Peter Reinhart's Crispy Rye and Seed Crackers

By • March 31, 2014 9 Comments

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Author Notes: Very lightly adapted from Peter Reinhart's Artisan Breads Every Day. The original recipe is for exclusively rye flour; I've substituted white whole wheat flour for part of the rye. Nicholas Day

Makes 4 pans of crackers

  • 1/4 cup sunflower seeds
  • 1/4 cup pepitas
  • 3 tablespoons flaxseed
  • 6 tablespoons sesame seeds
  • 1 cup rye flour
  • 3/4 cup white whole-wheat flour
  • 1/3 teaspoon kosher salt (or 1/4 teaspoon salt)
  • 2 tablespoons vegetable oil
  • 1 tablespoon honey
  • 3/4 cup water
  • 1 egg
  • Sesame seeds and poppy seeds for garnish
  1. In a spice grinder or blender, pulse the sunflower and pumpkin seeds until they form a fine powder. Pulse judiciously: you want a powder, not a nut butter. Transfer the powder to the bowl of a stand mixer or a mixing bowl. Then pulse the flaxseeds until they too form a fine powder and transfer it to the same bowl. Combine these with the flours, the whole sesame seeds, salt, oil, honey, and water. If using a stand mixer, mix it all with the paddle attachment on a slow speed for 1 to 2 minutes. If mixing by hand, stir with a large spoon for 1 to 2 minutes. It should form a firm, unsticky ball. (If not, add flour or water as needed.) Then transfer the dough to a floured surface and knead very briefly to make sure the dough holds together and the ingredients are distributed throughout the dough. The dough will feel very slightly tacky but not sticky.
  2. Heat the oven to 300° F. For every pan of crackers that you want to make now -- well-wrapped, the dough will hold for a week in the fridge and up to three months in the freezer -- line a baking sheet with parchment paper.
  3. Divide the dough into four equal pieces. Working on a well-floured surface and using a rolling pin, roll the dough out until it is relatively thin (Reinhart suggests 1/16 of an inch). The dough may stick in the process, so check it frequently, lifting it up to see if it needs more flour or flipping the whole thing over. If the dough pulls back instead of obediently rolling out, let it rest for a few minutes and then begin again.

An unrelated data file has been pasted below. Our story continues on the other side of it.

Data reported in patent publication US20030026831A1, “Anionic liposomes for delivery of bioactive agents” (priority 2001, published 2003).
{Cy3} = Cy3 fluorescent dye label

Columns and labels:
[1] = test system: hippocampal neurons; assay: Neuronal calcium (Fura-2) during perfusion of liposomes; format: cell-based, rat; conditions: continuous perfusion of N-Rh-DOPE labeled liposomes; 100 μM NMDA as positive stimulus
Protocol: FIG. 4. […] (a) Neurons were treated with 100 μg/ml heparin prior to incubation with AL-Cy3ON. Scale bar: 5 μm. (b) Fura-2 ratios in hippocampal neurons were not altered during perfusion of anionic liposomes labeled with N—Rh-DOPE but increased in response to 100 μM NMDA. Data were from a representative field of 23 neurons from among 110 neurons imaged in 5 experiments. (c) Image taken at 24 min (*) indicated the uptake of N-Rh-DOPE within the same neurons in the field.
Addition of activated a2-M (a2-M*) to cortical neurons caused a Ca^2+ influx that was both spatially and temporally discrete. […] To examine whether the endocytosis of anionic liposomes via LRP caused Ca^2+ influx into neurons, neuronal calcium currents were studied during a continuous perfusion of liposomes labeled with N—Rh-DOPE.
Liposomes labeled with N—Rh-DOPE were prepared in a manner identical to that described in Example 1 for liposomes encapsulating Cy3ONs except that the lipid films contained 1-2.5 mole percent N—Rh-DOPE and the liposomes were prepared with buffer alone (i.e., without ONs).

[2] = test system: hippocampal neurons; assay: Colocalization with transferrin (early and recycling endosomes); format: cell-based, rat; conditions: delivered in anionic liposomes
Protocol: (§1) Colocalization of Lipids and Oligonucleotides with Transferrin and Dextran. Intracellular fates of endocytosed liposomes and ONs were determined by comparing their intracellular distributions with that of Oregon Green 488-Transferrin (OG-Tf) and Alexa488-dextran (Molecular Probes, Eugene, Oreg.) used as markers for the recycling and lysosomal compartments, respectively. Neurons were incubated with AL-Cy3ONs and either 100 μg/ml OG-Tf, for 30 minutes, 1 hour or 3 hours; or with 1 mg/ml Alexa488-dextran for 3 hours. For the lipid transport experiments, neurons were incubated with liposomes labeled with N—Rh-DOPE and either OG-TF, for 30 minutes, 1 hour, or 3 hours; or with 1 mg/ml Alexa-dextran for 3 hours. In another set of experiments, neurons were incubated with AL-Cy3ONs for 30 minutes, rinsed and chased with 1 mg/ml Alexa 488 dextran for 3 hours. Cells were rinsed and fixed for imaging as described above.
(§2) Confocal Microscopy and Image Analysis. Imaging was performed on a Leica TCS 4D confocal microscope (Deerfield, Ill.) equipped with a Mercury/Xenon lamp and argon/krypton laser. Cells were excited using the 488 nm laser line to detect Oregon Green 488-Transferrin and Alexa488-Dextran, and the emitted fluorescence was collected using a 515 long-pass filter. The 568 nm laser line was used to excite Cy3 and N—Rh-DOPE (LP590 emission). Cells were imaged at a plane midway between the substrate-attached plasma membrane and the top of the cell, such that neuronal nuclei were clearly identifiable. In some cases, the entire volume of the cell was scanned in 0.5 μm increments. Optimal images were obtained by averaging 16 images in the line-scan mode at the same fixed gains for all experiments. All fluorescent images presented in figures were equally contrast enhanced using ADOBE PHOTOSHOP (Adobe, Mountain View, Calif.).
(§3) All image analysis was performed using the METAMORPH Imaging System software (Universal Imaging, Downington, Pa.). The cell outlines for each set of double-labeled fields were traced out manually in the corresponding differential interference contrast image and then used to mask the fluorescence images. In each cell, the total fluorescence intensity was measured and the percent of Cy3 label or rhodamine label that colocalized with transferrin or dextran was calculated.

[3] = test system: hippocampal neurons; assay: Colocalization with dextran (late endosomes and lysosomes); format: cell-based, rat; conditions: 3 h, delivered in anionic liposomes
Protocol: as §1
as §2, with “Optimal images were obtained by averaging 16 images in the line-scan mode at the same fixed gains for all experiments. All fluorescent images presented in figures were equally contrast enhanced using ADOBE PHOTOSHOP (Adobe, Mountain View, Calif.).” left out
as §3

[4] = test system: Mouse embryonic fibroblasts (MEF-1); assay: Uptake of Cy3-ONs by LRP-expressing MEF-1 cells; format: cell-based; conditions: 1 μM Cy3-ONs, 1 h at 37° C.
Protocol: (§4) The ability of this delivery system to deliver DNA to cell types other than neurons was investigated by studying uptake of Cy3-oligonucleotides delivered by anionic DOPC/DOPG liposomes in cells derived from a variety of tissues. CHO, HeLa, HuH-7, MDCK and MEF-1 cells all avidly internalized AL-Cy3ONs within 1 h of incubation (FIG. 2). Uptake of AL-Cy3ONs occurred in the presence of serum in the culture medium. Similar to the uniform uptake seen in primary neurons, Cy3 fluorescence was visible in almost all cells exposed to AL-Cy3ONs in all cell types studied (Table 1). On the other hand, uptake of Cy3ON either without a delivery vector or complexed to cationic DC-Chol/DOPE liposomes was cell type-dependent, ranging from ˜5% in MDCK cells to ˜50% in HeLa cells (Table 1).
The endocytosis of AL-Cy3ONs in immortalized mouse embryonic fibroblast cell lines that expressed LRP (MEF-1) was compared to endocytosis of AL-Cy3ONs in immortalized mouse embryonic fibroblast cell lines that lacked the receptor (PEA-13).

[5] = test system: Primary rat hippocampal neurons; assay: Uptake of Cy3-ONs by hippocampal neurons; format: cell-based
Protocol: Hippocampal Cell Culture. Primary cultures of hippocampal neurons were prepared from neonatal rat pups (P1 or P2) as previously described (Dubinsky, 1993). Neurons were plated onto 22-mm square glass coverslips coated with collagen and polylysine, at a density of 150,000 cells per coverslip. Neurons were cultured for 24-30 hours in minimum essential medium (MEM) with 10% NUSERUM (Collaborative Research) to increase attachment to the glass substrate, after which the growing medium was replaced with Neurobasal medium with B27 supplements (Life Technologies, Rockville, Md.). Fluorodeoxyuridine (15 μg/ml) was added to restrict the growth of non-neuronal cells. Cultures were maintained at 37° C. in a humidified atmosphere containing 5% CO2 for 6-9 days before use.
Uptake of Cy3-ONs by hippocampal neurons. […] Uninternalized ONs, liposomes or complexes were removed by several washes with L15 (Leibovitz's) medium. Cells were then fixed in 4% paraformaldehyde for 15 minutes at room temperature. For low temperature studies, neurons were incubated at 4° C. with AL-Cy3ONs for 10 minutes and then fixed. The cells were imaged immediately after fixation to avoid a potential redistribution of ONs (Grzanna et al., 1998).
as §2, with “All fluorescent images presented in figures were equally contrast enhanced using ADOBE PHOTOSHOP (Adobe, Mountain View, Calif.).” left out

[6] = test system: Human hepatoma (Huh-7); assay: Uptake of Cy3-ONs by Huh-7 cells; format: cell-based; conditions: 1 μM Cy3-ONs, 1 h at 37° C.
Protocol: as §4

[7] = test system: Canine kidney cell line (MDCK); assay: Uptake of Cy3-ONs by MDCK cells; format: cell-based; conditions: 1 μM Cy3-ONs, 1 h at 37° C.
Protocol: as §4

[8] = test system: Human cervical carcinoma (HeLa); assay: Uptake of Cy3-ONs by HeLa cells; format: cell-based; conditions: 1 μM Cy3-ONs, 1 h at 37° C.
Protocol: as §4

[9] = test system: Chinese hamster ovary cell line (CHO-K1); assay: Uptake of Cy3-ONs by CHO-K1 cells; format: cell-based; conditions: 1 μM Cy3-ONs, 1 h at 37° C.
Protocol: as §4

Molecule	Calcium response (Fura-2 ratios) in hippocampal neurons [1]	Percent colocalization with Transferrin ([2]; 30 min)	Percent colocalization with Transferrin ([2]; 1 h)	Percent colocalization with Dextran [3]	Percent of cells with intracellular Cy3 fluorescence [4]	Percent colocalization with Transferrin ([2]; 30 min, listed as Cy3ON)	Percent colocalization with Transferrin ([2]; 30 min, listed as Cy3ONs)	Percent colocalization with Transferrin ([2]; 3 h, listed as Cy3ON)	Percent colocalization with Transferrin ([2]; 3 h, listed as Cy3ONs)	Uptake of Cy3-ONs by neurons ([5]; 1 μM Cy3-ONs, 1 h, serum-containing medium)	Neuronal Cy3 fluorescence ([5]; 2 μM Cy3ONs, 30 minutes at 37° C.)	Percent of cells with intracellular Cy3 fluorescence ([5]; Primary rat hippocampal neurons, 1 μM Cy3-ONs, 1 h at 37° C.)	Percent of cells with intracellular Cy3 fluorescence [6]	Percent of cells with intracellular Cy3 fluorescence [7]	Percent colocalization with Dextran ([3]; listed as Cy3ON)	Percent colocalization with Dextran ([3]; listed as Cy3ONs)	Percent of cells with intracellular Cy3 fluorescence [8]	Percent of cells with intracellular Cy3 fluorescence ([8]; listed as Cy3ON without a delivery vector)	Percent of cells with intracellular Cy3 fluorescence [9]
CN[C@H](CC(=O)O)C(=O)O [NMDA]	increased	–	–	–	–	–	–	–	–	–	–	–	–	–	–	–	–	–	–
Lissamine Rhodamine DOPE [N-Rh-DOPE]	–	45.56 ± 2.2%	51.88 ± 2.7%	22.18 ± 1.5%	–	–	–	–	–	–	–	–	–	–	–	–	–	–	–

4. Separate the egg and whisk the white with 2 tablespoons of water. (Save the yolk for something else.) Then paint the dough's surface with the egg wash and sprinkle it with sesame seeds and poppy seeds. Using a pizza cutter or a metal dough scraper, cut the dough into your preferred cracker size and shape. Then gently transfer the shapes to the prepared baking sheet. (Reinhart notes that because the crackers won't spread or rise, they can almost touch.)
  5. If you are making multiple pans, you can bake them all at the same time. (Bake for ten minutes and then rotate the pans; bake for another ten and rotate again.) After approximately 25 or 30 minutes, depending on how thin you rolled the dough, the crackers should be about done, which means bordering on golden brown, well-dried, and crisp. (If the crackers are still pale, increase the heat to 325 once they begin to crisp.) Leave the crackers on the baking sheet so they crisp up more. They should snap when cool. (If they don't, return them to the oven for a few more minutes.)
  6. Let the crackers cool for at least 15 minutes. They will keep in an airtight container on the counter for a week (or in the freezer for far longer).

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